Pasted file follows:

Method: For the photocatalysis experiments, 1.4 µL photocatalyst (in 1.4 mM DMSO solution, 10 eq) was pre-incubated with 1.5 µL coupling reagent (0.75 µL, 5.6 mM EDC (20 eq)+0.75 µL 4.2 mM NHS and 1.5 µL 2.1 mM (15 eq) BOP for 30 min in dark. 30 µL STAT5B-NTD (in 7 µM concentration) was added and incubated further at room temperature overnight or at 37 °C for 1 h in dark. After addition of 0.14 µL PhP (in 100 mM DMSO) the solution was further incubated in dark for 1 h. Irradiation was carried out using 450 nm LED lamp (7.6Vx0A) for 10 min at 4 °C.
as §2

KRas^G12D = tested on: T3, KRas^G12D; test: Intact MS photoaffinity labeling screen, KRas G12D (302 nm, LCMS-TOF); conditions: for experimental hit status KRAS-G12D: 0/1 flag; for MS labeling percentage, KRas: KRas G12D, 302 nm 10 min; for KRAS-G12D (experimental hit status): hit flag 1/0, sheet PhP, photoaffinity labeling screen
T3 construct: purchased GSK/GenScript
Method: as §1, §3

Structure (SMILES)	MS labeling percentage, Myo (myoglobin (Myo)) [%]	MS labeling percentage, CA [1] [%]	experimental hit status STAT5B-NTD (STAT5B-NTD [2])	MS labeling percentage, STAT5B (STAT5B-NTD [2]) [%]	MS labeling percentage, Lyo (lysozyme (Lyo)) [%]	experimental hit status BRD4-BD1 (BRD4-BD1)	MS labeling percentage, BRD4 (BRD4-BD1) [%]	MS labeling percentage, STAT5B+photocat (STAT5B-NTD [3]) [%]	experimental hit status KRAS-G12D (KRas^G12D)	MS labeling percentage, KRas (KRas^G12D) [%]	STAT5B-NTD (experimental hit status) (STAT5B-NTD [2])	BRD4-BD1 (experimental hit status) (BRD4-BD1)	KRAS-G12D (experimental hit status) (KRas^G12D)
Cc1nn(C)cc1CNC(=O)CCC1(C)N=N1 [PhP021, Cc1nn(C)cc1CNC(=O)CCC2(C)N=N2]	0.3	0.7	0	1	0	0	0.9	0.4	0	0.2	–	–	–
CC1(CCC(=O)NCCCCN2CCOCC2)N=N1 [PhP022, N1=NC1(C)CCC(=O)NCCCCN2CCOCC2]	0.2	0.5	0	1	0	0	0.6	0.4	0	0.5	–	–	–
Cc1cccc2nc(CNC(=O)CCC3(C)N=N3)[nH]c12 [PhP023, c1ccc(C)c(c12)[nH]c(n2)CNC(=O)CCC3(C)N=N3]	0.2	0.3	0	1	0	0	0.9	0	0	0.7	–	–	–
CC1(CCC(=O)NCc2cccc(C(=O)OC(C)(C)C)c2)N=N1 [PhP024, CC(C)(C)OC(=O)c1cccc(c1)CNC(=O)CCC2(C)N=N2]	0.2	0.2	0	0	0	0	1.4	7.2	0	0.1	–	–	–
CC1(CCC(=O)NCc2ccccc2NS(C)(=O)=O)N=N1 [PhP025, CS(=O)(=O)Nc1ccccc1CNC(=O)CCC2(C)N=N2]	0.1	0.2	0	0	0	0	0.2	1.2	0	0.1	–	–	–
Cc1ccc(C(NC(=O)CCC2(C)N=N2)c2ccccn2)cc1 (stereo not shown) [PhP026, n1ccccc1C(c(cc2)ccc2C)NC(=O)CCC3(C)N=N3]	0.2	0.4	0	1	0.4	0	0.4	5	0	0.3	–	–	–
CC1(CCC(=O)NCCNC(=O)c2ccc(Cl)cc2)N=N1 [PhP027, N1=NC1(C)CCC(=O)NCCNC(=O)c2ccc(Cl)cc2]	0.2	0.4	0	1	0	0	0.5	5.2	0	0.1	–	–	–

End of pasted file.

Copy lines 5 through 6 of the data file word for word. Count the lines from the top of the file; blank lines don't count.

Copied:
Method: as §1, §3

Structure (SMILES)	MS labeling percentage, Myo (myoglobin (Myo)) [%]	MS labeling percentage, CA [1] [%]	experimental hit status STAT5B-NTD (STAT5B-NTD [2])	MS labeling percentage, STAT5B (STAT5B-NTD [2]) [%]	MS labeling percentage, Lyo (lysozyme (Lyo)) [%]	experimental hit status BRD4-BD1 (BRD4-BD1)	MS labeling percentage, BRD4 (BRD4-BD1) [%]	MS labeling percentage, STAT5B+photocat (STAT5B-NTD [3]) [%]	experimental hit status KRAS-G12D (KRas^G12D)	MS labeling percentage, KRas (KRas^G12D) [%]	STAT5B-NTD (experimental hit status) (STAT5B-NTD [2])	BRD4-BD1 (experimental hit status) (BRD4-BD1)	KRAS-G12D (experimental hit status) (KRas^G12D)